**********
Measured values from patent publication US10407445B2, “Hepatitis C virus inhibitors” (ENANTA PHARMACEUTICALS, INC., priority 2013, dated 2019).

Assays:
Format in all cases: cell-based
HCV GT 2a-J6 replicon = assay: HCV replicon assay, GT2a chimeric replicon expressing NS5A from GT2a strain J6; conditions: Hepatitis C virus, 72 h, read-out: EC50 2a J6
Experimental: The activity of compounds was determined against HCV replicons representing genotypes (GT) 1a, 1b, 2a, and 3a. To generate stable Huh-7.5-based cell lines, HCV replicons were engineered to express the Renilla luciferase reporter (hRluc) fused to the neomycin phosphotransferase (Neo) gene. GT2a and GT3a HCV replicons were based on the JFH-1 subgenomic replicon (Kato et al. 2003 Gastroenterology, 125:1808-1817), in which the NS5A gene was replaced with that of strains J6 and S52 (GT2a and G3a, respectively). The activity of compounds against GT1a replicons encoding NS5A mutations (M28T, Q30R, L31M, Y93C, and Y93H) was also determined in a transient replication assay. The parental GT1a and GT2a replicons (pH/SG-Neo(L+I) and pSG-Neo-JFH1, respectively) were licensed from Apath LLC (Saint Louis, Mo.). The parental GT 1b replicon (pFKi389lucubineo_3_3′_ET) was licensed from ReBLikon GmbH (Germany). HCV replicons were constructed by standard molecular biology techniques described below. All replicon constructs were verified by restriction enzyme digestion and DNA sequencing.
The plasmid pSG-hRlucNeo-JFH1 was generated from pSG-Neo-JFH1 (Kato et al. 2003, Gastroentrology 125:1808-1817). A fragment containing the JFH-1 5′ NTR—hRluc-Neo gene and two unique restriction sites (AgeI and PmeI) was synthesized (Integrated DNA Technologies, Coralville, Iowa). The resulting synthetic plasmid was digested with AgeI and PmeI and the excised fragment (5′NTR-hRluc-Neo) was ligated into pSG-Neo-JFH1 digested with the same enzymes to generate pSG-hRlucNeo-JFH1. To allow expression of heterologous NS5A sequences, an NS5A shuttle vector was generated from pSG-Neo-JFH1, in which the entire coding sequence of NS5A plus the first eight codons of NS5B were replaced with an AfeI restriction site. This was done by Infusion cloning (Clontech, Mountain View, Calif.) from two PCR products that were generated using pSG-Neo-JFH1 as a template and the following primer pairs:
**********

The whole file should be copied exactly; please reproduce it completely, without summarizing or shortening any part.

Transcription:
Measured values from patent publication US10407445B2, “Hepatitis C virus inhibitors” (ENANTA PHARMACEUTICALS, INC., priority 2013, dated 2019).

Assays:
Format in all cases: cell-based
HCV GT 2a-J6 replicon = assay: HCV replicon assay, GT2a chimeric replicon expressing NS5A from GT2a strain J6; conditions: Hepatitis C virus, 72 h, read-out: EC50 2a J6
Experimental: The activity of compounds was determined against HCV replicons representing genotypes (GT) 1a, 1b, 2a, and 3a. To generate stable Huh-7.5-based cell lines, HCV replicons were engineered to express the Renilla luciferase reporter (hRluc) fused to the neomycin phosphotransferase (Neo) gene. GT2a and GT3a HCV replicons were based on the JFH-1 subgenomic replicon (Kato et al. 2003 Gastroenterology, 125:1808-1817), in which the NS5A gene was replaced with that of strains J6 and S52 (GT2a and G3a, respectively). The activity of compounds against GT1a replicons encoding NS5A mutations (M28T, Q30R, L31M, Y93C, and Y93H) was also determined in a transient replication assay. The parental GT1a and GT2a replicons (pH/SG-Neo(L+I) and pSG-Neo-JFH1, respectively) were licensed from Apath LLC (Saint Louis, Mo.). The parental GT 1b replicon (pFKi389lucubineo_3_3′_ET) was licensed from ReBLikon GmbH (Germany). HCV replicons were constructed by standard molecular biology techniques described below. All replicon constructs were verified by restriction enzyme digestion and DNA sequencing.
The plasmid pSG-hRlucNeo-JFH1 was generated from pSG-Neo-JFH1 (Kato et al. 2003, Gastroentrology 125:1808-1817). A fragment containing the JFH-1 5′ NTR—hRluc-Neo gene and two unique restriction sites (AgeI and PmeI) was synthesized (Integrated DNA Technologies, Coralville, Iowa). The resulting synthetic plasmid was digested with AgeI and PmeI and the excised fragment (5′NTR-hRluc-Neo) was ligated into pSG-Neo-JFH1 digested with the same enzymes to generate pSG-hRlucNeo-JFH1. To allow expression of heterologous NS5A sequences, an NS5A shuttle vector was generated from pSG-Neo-JFH1, in which the entire coding sequence of NS5A plus the first eight codons of NS5B were replaced with an AfeI restriction site. This was done by Infusion cloning (Clontech, Mountain View, Calif.) from two PCR products that were generated using pSG-Neo-JFH1 as a template and the following primer pairs: